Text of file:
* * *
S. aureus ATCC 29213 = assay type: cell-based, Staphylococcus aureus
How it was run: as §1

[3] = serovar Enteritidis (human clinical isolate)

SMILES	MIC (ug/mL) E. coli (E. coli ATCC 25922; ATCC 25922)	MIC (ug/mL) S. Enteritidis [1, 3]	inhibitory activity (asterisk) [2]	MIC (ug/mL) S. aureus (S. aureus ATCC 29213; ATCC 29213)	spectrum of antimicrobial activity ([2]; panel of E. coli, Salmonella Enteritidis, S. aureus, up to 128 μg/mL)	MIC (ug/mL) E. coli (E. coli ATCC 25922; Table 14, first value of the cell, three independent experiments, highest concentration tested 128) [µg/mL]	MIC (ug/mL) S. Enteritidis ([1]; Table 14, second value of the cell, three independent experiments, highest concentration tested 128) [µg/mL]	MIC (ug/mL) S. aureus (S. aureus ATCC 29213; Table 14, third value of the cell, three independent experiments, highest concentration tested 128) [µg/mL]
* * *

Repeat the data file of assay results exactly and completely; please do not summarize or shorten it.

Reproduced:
S. aureus ATCC 29213 = assay type: cell-based, Staphylococcus aureus
How it was run: as §1

[3] = serovar Enteritidis (human clinical isolate)

SMILES	MIC (ug/mL) E. coli (E. coli ATCC 25922; ATCC 25922)	MIC (ug/mL) S. Enteritidis [1, 3]	inhibitory activity (asterisk) [2]	MIC (ug/mL) S. aureus (S. aureus ATCC 29213; ATCC 29213)	spectrum of antimicrobial activity ([2]; panel of E. coli, Salmonella Enteritidis, S. aureus, up to 128 μg/mL)	MIC (ug/mL) E. coli (E. coli ATCC 25922; Table 14, first value of the cell, three independent experiments, highest concentration tested 128) [µg/mL]	MIC (ug/mL) S. Enteritidis ([1]; Table 14, second value of the cell, three independent experiments, highest concentration tested 128) [µg/mL]	MIC (ug/mL) S. aureus (S. aureus ATCC 29213; Table 14, third value of the cell, three independent experiments, highest concentration tested 128) [µg/mL]